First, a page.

There are a few rules that apply to all forms of combat. For everything else, there's Mastercard.

Everything is resisted by something.

Fundamentally, every form of attack is resisted by one of the Attributes. There is no such thing as an automatic effect, although there is certainly still overwhelming force. Additionally, some forms of attack can be directly resisted by Powers.
Resistance can work in degrees, affecting the quality of an attack; or it can defeat an attack entirely.

If your target is aware, they get a chance to do something.

Activating Trump Traps and throwing Power Words still leaves your opponent a split-second to respond. Even opponents who are bound and gagged may be able to perform strictly mental actions.
However, just because your target gets a chance to respond doesn't mean they can do anything useful.

Initiative: Declaring and Resolving Actions

Informal Initiative

In small groups the process of declaring and resolving actions is usually pretty fast and loose. A player decides they want their character to do something, the other players have a chance to respond, everyone responds to those actions, and things progress in that fashion until the scene reaches a natural conclusion. Any questions of who has a chance to respond to what are resolved by a quick glance at the Warfare table. With larger groups things become more formal so that the GM can keep better track of what's going on and so that every player is guaranteed a fair chance to act. Everything that follows in this section describes the formal combat rules; these can also be applied to smaller groups if the GM is so inclined.

Formal Initiative

Combat is conducted in rounds. Each round is only a few in-game seconds, representing enough time to take a few steps forward and stab someone. Each round is broken into a declaration phase and a resolution phase.
The declaration phase is when every player gets to describe what their character will be doing that round. Declaration starts with the lowest Warfare rank and proceeds up the ladder; that way if you have a higher Warfare you have a better idea of what everyone else is doing and can respond appropriately. This simulates the inherent tactical superiority of Warfare.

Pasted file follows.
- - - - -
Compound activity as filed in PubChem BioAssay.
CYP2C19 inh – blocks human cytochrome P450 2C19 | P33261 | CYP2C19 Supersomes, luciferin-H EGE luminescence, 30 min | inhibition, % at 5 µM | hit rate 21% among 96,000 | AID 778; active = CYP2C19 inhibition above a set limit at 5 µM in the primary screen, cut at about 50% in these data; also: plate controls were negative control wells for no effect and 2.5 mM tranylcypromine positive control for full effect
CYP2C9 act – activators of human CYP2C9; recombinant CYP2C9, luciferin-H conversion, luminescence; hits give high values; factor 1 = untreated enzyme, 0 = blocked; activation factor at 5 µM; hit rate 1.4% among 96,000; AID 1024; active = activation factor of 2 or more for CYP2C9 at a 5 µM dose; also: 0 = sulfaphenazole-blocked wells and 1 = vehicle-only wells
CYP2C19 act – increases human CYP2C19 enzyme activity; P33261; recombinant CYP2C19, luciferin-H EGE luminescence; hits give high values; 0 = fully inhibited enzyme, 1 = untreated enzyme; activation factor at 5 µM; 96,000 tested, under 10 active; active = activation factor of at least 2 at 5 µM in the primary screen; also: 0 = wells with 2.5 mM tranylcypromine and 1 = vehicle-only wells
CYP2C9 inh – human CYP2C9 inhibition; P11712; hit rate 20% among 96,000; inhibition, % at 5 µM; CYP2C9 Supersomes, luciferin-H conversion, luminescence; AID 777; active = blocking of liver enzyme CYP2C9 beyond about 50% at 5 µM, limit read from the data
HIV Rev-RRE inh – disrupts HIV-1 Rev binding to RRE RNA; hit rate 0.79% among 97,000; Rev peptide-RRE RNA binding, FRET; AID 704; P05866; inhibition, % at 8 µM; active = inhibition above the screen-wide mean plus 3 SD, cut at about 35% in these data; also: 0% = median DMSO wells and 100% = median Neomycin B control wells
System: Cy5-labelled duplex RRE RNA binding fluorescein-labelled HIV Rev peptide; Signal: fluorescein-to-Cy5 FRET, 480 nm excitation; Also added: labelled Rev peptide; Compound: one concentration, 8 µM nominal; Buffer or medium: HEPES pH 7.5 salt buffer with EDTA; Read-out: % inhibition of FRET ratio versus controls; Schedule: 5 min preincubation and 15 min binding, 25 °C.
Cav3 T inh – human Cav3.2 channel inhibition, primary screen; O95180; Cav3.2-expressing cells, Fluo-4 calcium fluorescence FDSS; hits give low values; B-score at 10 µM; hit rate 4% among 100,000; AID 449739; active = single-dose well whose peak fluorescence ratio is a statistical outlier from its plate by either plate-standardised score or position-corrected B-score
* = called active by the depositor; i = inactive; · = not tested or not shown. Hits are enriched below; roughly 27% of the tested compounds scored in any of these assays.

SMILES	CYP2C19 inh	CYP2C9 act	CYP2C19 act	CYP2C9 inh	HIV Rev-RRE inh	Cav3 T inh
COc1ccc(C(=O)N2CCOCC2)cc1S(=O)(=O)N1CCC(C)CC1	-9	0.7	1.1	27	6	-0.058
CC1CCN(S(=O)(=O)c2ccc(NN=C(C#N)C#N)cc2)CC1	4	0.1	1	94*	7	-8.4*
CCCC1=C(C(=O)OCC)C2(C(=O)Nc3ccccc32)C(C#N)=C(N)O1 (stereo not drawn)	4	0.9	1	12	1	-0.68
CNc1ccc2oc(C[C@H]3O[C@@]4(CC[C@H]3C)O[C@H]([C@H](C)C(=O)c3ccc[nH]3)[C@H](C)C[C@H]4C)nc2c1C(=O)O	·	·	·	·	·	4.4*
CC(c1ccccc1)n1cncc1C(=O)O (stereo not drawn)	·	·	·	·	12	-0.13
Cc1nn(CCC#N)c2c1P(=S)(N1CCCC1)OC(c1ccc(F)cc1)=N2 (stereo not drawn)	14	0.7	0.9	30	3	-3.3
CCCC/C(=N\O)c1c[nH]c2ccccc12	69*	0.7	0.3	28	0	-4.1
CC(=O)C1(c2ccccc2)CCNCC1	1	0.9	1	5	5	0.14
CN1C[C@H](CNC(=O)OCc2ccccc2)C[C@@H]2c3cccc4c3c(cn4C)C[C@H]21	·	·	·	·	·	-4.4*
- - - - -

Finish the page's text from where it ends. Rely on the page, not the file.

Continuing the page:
In a given round a player can take one or two actions that a person could conceivably do in a few seconds. If the GM thinks you're trying to do too much in one round, she will tell you so and allow you to adjust your action if desired. Generally simple physical actions are the easiest to combine with other things; it's entirely possible for an Amberite to run and make a Trump call. However, Power uses can almost never be combined in the same round. If you do take two actions in the same round, each action will suffer from your split attentions: in the above example you would both be running slower than your normal speed and have more difficulty making the call.

Secrets

If your action is secret, you can privately inform the GM of what you intend to do. The GM will then inform the group of what they would notice you doing-- usually this is an accurate but more generalized version of your action. Players who declare later can privately ask the GM more specific questions about the secret action, and the answers they receive will be dependent on their stats compared to the secret actor.
Example: If Terry is casting a binding spell on Florence, the GM would likely announce it to the group as "Terry is casting a spell." Kristin has a higher Warfare than Terry, so on her turn to declare she asks the GM privately what kind of spell it is. He consults her character sheet: she has no magical talent but a significantly higher Warfare. He decides to tell her that she doesn't know what kind of spell it is, but she can tell that it seems to be directed at Florence.
Feinting functions in essentially the same way. The GM announces what you are pretending to do to the group, but it's obvious to the other players that you have something up your sleeve because you were whispering to the GM and the remaining declarers have higher Warfare than you. Subsequent players can privately ask the GM if they notice anything unusual about the action; depending on their Warfare rank relative to yours, they will get proportionately useful answers.
Shadow Manipulation is always declared in secret, knowledge of Pattern or Logrus is required to understand what exactly the Initiate/Master is doing. The same goes for changing the contents of your Personal Shadow.

The Three Modes

Warfare Combat